Utah Cottontail Rabbit Populations Booming
If you haven't hunted cottontail rabbits in awhile, this is the year to get out and give it a try.
"The rabbit hunt should be a banner hunt this year," said Dan Barnhurst, a Utah Division of Wildlife Resources (UDWR) conservation officer in northeastern Utah. "Every time I go out into the field, I see cottontails [cottontail rabbits] and jacks [white-tailed and black-tailed jackrabbits]. I've been on patrols from Diamond Mountain and the Book Cliffs to Strawberry Reservoir, and it seems like every place I go, I see rabbits."
Boyde Blackwell, UDWR regional wildlife manager, agrees. "There are rabbits everywhere! I don't think I've ever seen so many rabbits."
Utah's cottontail rabbit season starts Sept. 16, 2006 and runs until Feb. 28, 2007, making it the longest upland game hunt in Utah.
"Rabbit season can be great fun, especially for kids as cottontails are usually fairly easy to find," Barnhurst said. "Most rabbit hunters use a .22 rifle. However the .22 magnum and the new .17 are gaining in popularity. Walking the brushy washes with a light shotgun can also provide fast action for cottontails."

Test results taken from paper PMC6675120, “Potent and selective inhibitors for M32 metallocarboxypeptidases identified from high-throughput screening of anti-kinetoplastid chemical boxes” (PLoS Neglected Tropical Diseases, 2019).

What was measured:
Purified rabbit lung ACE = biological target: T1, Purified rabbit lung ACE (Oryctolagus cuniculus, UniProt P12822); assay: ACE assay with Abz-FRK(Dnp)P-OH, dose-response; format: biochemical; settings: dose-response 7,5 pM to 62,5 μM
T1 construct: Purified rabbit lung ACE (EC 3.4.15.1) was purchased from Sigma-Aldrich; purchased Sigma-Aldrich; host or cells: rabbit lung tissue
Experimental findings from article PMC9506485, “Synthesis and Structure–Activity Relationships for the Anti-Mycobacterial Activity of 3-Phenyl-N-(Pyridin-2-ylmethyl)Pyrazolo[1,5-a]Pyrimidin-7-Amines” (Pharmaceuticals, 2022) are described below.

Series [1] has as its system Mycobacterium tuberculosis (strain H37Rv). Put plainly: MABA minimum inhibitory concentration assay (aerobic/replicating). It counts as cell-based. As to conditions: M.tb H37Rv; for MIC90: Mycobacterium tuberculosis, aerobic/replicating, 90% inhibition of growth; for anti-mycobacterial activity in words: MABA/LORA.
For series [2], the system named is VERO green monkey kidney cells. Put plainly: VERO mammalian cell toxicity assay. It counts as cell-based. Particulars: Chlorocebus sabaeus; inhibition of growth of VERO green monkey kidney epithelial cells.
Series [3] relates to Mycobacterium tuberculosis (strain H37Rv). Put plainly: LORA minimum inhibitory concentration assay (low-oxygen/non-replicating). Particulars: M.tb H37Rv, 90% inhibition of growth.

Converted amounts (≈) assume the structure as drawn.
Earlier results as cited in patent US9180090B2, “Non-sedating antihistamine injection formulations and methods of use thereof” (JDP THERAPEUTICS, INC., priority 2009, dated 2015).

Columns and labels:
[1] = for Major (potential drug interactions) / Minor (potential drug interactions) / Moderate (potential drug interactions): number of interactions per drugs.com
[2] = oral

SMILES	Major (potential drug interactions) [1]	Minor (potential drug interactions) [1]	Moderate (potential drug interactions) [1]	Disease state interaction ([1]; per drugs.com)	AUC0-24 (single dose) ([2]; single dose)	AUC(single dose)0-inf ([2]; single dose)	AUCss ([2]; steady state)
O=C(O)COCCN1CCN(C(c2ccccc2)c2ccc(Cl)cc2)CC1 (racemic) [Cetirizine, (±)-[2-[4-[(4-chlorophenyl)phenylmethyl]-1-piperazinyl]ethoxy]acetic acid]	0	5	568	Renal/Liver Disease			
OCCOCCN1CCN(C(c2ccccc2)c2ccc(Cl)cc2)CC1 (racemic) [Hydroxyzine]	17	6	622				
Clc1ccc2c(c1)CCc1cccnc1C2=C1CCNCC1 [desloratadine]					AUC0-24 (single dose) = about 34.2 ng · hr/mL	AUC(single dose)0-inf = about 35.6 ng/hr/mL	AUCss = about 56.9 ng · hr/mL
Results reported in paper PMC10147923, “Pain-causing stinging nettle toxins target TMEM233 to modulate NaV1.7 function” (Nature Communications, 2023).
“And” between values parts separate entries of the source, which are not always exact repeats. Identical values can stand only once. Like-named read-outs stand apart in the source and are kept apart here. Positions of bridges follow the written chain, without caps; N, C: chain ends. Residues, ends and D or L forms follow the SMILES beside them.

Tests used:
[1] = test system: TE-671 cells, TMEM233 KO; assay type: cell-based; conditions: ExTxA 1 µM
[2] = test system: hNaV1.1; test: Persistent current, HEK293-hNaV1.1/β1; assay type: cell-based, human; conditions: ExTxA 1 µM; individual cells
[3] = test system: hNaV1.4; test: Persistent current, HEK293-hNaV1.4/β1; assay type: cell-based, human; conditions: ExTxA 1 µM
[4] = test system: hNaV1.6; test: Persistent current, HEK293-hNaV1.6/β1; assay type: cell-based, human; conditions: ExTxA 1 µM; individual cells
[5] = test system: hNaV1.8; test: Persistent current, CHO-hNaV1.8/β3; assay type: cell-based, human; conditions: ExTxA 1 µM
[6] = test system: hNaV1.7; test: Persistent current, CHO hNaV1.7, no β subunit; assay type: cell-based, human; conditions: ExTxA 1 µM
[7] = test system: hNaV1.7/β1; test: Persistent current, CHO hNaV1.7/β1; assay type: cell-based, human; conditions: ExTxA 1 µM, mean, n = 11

The rabbit season can also be one of the more deadly hunts.
"Unfortunately, rabbit seasons tend to be one of the most accident prone hunts," Barnhurst said. "Often people road hunt, and all too often, they don't bother to get out of their vehicles to shoot. Not only is this illegal, it's dangerous."
"Research proves time and time again that having a loaded firearm in the vehicle is extremely dangerous for both hunters and their non-hunting companions. We greatly encourage hunters to follow the safety procedures they learned in hunter safety: control the muzzle, keep hands and other items away from the trigger until [they're] ready to fire, no loaded firearms in the vehicle and always know what is behind your target."
"And, if you are riding with a hunter, don't get into the vehicle until he proves his gun is unloaded. There's plenty of rabbits and plenty of time to load the gun after you get out of the truck."
For more information about this year's rabbit hunt, call the nearest DWR office.